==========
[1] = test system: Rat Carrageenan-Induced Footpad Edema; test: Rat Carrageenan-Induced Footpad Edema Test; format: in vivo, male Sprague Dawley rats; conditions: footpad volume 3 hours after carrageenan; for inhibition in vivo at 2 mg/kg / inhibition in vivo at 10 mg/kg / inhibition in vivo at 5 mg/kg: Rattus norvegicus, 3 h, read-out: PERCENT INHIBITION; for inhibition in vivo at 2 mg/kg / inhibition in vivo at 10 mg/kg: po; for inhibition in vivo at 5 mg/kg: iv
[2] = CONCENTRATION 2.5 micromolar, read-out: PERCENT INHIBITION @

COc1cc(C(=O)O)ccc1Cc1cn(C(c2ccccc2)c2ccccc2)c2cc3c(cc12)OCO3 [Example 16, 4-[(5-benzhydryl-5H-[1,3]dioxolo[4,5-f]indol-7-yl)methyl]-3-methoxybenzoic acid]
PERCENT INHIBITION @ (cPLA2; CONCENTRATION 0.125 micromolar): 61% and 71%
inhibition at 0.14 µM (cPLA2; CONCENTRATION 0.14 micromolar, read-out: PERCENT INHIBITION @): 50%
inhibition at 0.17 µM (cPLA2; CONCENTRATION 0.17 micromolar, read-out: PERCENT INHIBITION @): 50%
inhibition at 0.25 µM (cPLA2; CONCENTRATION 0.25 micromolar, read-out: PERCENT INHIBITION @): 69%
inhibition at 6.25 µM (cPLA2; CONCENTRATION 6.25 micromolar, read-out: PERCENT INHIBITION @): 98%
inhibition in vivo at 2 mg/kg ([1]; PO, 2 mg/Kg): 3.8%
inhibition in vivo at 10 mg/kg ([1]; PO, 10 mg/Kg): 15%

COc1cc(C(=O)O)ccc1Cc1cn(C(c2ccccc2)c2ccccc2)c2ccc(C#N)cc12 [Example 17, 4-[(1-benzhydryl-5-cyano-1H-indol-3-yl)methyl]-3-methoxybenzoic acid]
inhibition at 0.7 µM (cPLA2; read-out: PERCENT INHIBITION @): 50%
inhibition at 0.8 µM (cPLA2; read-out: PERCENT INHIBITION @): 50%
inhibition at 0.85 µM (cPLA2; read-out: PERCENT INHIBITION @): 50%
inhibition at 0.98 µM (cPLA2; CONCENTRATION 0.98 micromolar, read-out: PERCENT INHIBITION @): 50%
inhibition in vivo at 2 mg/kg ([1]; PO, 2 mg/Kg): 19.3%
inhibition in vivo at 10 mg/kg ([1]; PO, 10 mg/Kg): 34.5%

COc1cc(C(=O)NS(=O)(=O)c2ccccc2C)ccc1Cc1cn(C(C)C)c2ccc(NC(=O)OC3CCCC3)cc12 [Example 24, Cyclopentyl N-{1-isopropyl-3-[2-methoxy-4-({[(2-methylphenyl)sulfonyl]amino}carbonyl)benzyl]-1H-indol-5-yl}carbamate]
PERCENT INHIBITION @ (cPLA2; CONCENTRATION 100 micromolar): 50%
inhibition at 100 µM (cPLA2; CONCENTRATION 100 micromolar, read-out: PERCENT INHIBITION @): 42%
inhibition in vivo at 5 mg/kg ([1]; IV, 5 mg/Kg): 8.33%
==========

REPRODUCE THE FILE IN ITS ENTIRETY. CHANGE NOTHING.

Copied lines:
[1] = test system: Rat Carrageenan-Induced Footpad Edema; test: Rat Carrageenan-Induced Footpad Edema Test; format: in vivo, male Sprague Dawley rats; conditions: footpad volume 3 hours after carrageenan; for inhibition in vivo at 2 mg/kg / inhibition in vivo at 10 mg/kg / inhibition in vivo at 5 mg/kg: Rattus norvegicus, 3 h, read-out: PERCENT INHIBITION; for inhibition in vivo at 2 mg/kg / inhibition in vivo at 10 mg/kg: po; for inhibition in vivo at 5 mg/kg: iv
[2] = CONCENTRATION 2.5 micromolar, read-out: PERCENT INHIBITION @

COc1cc(C(=O)O)ccc1Cc1cn(C(c2ccccc2)c2ccccc2)c2cc3c(cc12)OCO3 [Example 16, 4-[(5-benzhydryl-5H-[1,3]dioxolo[4,5-f]indol-7-yl)methyl]-3-methoxybenzoic acid]
PERCENT INHIBITION @ (cPLA2; CONCENTRATION 0.125 micromolar): 61% and 71%
inhibition at 0.14 µM (cPLA2; CONCENTRATION 0.14 micromolar, read-out: PERCENT INHIBITION @): 50%
inhibition at 0.17 µM (cPLA2; CONCENTRATION 0.17 micromolar, read-out: PERCENT INHIBITION @): 50%
inhibition at 0.25 µM (cPLA2; CONCENTRATION 0.25 micromolar, read-out: PERCENT INHIBITION @): 69%
inhibition at 6.25 µM (cPLA2; CONCENTRATION 6.25 micromolar, read-out: PERCENT INHIBITION @): 98%
inhibition in vivo at 2 mg/kg ([1]; PO, 2 mg/Kg): 3.8%
inhibition in vivo at 10 mg/kg ([1]; PO, 10 mg/Kg): 15%

COc1cc(C(=O)O)ccc1Cc1cn(C(c2ccccc2)c2ccccc2)c2ccc(C#N)cc12 [Example 17, 4-[(1-benzhydryl-5-cyano-1H-indol-3-yl)methyl]-3-methoxybenzoic acid]
inhibition at 0.7 µM (cPLA2; read-out: PERCENT INHIBITION @): 50%
inhibition at 0.8 µM (cPLA2; read-out: PERCENT INHIBITION @): 50%
inhibition at 0.85 µM (cPLA2; read-out: PERCENT INHIBITION @): 50%
inhibition at 0.98 µM (cPLA2; CONCENTRATION 0.98 micromolar, read-out: PERCENT INHIBITION @): 50%
inhibition in vivo at 2 mg/kg ([1]; PO, 2 mg/Kg): 19.3%
inhibition in vivo at 10 mg/kg ([1]; PO, 10 mg/Kg): 34.5%

COc1cc(C(=O)NS(=O)(=O)c2ccccc2C)ccc1Cc1cn(C(C)C)c2ccc(NC(=O)OC3CCCC3)cc12 [Example 24, Cyclopentyl N-{1-isopropyl-3-[2-methoxy-4-({[(2-methylphenyl)sulfonyl]amino}carbonyl)benzyl]-1H-indol-5-yl}carbamate]
PERCENT INHIBITION @ (cPLA2; CONCENTRATION 100 micromolar): 50%
inhibition at 100 µM (cPLA2; CONCENTRATION 100 micromolar, read-out: PERCENT INHIBITION @): 42%
inhibition in vivo at 5 mg/kg ([1]; IV, 5 mg/Kg): 8.33%